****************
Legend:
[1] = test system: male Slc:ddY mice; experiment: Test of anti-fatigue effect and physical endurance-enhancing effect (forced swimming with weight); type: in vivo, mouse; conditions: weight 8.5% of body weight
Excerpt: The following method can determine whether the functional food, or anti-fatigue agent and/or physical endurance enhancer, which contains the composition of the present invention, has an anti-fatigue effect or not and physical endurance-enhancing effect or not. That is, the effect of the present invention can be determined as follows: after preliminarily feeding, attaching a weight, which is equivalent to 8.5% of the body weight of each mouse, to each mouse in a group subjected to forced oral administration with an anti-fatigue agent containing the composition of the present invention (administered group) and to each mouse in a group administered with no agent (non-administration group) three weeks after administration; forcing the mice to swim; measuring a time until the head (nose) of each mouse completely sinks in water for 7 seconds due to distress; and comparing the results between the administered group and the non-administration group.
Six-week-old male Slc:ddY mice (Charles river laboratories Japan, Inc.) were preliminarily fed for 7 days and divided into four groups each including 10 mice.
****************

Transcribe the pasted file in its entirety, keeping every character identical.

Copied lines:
Legend:
[1] = test system: male Slc:ddY mice; experiment: Test of anti-fatigue effect and physical endurance-enhancing effect (forced swimming with weight); type: in vivo, mouse; conditions: weight 8.5% of body weight
Excerpt: The following method can determine whether the functional food, or anti-fatigue agent and/or physical endurance enhancer, which contains the composition of the present invention, has an anti-fatigue effect or not and physical endurance-enhancing effect or not. That is, the effect of the present invention can be determined as follows: after preliminarily feeding, attaching a weight, which is equivalent to 8.5% of the body weight of each mouse, to each mouse in a group subjected to forced oral administration with an anti-fatigue agent containing the composition of the present invention (administered group) and to each mouse in a group administered with no agent (non-administration group) three weeks after administration; forcing the mice to swim; measuring a time until the head (nose) of each mouse completely sinks in water for 7 seconds due to distress; and comparing the results between the administered group and the non-administration group.
Six-week-old male Slc:ddY mice (Charles river laboratories Japan, Inc.) were preliminarily fed for 7 days and divided into four groups each including 10 mice.